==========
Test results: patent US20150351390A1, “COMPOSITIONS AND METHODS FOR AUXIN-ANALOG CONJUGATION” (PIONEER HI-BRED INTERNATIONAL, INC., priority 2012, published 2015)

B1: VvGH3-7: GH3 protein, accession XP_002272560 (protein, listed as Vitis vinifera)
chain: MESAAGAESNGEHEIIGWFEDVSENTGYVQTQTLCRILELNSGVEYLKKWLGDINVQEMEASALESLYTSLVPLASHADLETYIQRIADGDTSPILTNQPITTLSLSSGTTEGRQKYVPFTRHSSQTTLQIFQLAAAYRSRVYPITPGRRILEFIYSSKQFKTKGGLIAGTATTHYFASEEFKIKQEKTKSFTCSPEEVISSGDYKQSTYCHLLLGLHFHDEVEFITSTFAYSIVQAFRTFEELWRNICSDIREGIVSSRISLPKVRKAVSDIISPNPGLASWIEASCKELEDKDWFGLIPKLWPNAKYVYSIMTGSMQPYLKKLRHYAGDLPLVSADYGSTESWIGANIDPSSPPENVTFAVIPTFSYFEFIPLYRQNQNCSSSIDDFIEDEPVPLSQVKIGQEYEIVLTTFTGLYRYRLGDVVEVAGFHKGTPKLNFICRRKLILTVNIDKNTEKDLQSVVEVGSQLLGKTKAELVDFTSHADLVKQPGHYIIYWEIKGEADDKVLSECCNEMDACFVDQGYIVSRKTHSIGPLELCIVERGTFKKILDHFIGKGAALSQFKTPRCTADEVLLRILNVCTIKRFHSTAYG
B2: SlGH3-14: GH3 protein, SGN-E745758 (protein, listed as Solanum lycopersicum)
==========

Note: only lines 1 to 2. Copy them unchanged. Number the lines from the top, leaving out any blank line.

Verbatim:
Test results: patent US20150351390A1, “COMPOSITIONS AND METHODS FOR AUXIN-ANALOG CONJUGATION” (PIONEER HI-BRED INTERNATIONAL, INC., priority 2012, published 2015)

B1: VvGH3-7: GH3 protein, accession XP_002272560 (protein, listed as Vitis vinifera)